-Get your workout clothes ready the night before and put your alarm across the room so that you are not able to press the snooze button
-Stock your work desk with healthy snacks rather than candies and granola bars
-Go grocery shopping when you’re not hungry
4. Arm yourself with self-care. When we’re feeling rested and low stress, it’s much easier to make good decisions. That’s why willpower is strongest in the morning. When you’re exhausted, feeling overwhelmed or stressed out, it’s a heck of a lot more challenging to make a good decision. To minimize getting to this point, incorporate short bouts of self-care during the day. It could be as simple ask taking 1 minute to focus on your breath, or spending 5 minutes journaling.
Another way to minimize stress it to keep your environment as serene as possible. That could mean making sure your kitchen is clean before you go to bed so you wake up to a clean kitchen, or removing clutter from your desk at work.
5. Work with your body’s biology, not against it. When it comes to weight loss, a lot of people struggle because they are simply not meeting their body’s needs. Conventional wisdom tells us to cut calories and lower our fat intake. And while counting calories and going low fat can work for a while, and you may lose weight, the weight comes piling back on 95% of the time. Why? Because you’re hungry. Your body has many defense mechanisms in place to make sure you do not starve. Hormonal signals drive you to eat, and others downregulate your metabolism. After all, our body doesn’t know that we have food available 24 hours per day. We evolved to withstand famine and to survive.
While you may be able to fight urges to eat everything in sight for a while, even weeks or months, biology will eventually win. To work with your biology:
-Eat an appropriate balance of fats, protein and carbohydrates from whole, unprocessed foods to give you lasting energy, minimize food cravings and to boost your metabolism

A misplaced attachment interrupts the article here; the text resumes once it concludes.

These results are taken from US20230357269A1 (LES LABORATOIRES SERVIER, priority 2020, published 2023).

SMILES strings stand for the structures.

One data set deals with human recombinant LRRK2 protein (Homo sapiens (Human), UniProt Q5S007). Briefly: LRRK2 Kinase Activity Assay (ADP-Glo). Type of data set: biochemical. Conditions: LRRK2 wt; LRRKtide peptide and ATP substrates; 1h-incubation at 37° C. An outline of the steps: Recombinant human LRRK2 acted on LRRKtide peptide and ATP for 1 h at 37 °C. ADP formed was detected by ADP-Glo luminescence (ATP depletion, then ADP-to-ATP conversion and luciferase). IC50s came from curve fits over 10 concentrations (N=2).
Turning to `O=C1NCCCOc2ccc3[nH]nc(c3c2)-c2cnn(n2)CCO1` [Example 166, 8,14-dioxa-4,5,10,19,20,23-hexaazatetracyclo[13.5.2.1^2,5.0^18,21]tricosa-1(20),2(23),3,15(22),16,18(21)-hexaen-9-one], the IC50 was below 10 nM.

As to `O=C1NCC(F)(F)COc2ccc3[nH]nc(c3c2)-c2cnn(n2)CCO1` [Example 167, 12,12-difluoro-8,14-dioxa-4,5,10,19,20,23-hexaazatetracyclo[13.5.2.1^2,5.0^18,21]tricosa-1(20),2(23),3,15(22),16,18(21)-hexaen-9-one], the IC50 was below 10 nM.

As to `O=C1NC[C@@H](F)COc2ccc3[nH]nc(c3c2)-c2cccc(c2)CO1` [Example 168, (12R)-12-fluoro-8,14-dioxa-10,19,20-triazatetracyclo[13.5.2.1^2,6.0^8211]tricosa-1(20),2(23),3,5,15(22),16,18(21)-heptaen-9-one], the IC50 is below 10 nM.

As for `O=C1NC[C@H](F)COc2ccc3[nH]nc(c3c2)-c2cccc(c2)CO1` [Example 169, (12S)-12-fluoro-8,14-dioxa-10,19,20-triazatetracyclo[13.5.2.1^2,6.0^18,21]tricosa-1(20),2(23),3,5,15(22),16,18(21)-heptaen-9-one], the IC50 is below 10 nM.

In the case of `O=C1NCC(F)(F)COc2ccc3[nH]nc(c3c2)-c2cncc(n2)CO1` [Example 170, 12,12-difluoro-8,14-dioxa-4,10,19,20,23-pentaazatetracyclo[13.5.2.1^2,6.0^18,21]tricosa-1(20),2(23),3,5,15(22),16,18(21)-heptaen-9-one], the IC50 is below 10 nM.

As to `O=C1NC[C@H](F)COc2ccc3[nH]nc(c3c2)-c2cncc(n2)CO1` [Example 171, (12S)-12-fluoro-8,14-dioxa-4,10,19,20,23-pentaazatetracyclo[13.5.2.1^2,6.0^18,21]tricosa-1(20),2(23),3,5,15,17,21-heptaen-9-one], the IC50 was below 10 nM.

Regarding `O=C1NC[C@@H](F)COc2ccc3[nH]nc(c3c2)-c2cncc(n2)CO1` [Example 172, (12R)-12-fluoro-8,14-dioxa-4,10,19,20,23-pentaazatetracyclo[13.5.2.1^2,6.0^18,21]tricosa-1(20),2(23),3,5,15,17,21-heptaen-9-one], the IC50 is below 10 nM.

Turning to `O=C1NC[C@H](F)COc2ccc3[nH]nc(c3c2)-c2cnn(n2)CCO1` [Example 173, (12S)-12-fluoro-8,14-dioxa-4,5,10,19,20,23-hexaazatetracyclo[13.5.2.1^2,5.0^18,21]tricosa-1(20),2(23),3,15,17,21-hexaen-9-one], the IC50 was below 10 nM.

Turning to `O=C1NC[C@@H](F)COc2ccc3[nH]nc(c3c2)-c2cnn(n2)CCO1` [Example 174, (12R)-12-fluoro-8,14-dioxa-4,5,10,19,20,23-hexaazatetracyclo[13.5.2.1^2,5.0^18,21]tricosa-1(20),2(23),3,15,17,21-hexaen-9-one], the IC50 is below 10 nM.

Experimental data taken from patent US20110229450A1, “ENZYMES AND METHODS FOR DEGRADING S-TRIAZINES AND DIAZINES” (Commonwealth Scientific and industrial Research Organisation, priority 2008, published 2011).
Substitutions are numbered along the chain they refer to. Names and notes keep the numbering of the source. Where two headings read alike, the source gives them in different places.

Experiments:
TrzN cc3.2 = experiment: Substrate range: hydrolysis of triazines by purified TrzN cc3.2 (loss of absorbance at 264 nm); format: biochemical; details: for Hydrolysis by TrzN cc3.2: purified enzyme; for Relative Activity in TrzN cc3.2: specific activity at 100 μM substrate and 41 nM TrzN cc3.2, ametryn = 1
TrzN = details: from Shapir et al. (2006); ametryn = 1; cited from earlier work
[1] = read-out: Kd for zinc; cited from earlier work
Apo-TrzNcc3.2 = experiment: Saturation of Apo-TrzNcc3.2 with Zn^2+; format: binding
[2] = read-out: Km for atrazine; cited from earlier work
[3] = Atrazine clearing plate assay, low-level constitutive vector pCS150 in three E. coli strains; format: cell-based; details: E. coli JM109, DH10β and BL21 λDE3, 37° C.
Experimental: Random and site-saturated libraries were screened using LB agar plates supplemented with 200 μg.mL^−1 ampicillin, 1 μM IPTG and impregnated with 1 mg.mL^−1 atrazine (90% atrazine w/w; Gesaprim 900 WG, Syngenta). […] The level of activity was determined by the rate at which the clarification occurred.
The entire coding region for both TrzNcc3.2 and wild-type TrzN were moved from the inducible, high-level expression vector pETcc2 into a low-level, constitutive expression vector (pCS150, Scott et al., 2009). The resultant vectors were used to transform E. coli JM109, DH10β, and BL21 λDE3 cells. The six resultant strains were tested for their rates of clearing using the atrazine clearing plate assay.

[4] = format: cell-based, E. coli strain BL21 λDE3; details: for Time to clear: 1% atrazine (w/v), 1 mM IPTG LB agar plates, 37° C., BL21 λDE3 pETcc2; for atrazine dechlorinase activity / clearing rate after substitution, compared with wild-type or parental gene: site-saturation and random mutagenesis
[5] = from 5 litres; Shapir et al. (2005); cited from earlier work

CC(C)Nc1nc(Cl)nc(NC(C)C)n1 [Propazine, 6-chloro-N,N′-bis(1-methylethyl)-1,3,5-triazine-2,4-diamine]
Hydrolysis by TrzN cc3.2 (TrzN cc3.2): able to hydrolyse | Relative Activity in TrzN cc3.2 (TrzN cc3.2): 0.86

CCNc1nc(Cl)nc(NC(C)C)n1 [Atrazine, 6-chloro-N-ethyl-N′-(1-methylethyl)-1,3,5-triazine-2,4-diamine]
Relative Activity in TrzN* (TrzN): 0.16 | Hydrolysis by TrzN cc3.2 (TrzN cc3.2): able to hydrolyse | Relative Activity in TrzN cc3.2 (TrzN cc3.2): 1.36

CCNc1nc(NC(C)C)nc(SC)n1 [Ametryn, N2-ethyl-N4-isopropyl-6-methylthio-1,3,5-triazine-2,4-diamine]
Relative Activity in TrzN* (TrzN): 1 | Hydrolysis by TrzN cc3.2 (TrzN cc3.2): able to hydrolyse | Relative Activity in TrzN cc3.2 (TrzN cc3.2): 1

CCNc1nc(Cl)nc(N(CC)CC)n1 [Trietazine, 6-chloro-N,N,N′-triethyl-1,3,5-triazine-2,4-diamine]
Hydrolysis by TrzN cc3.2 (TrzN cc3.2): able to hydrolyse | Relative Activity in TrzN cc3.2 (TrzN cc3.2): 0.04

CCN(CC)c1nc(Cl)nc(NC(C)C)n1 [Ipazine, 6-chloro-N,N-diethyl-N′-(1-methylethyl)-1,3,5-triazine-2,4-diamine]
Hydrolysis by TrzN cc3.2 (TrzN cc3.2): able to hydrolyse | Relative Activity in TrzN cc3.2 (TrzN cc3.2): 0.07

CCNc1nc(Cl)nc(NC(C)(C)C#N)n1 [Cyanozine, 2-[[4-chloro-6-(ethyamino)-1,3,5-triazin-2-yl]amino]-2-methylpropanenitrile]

-Give your body adequate rest in between workouts. “Willpower” will not be enough to get you to the gym when you’re fatigued.
-Get adequate sleep. Lack of sleep negatively affects the hormones that regulate appetite.
6. Whenever you can, create routines. Decision making of any kind will draw from willpower. If you hum and haw about what clothes to wear in the morning or which route to take on your way to work, you lessen your chance of making good decisions later on in the day. The experts call it ‘decision fatigue’. Routines minimize decision making so that you can save your willpower for when you really need it. Some examples include:
-Eating a rotation of the same three or four breakfasts each morning,
-Rotating between a set strength workout and run program for your workout
-Creating routine around your wardrobe. Barak Obama wears either a blue or grey suit every day, saving his decisions for more important things.
Routine may seem boring, but people who are successful in making healthy eating and exercise a lifestyle, usually create routines.
If you’re trying to make healthier choices, you will need some willpower. This isn’t about being perfect; this is about getting better and making improvements for YOU. To set yourself up for success, take the two-prong approach: strengthening your willpower with practice and positive reinforcement, and minimizing the amount of times you draw from your willpower!